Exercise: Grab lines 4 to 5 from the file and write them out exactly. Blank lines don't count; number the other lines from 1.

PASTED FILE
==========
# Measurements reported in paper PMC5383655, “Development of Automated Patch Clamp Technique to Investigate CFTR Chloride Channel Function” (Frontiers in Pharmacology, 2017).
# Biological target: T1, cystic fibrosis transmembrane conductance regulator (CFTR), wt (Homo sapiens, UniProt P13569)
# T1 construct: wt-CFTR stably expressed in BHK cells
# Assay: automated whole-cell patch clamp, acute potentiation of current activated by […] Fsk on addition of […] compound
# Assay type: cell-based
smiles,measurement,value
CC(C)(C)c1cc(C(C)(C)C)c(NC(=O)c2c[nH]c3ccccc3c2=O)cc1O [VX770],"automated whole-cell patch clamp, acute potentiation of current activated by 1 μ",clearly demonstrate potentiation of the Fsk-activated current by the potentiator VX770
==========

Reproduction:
# Assay: automated whole-cell patch clamp, acute potentiation of current activated by […] Fsk on addition of […] compound
# Assay type: cell-based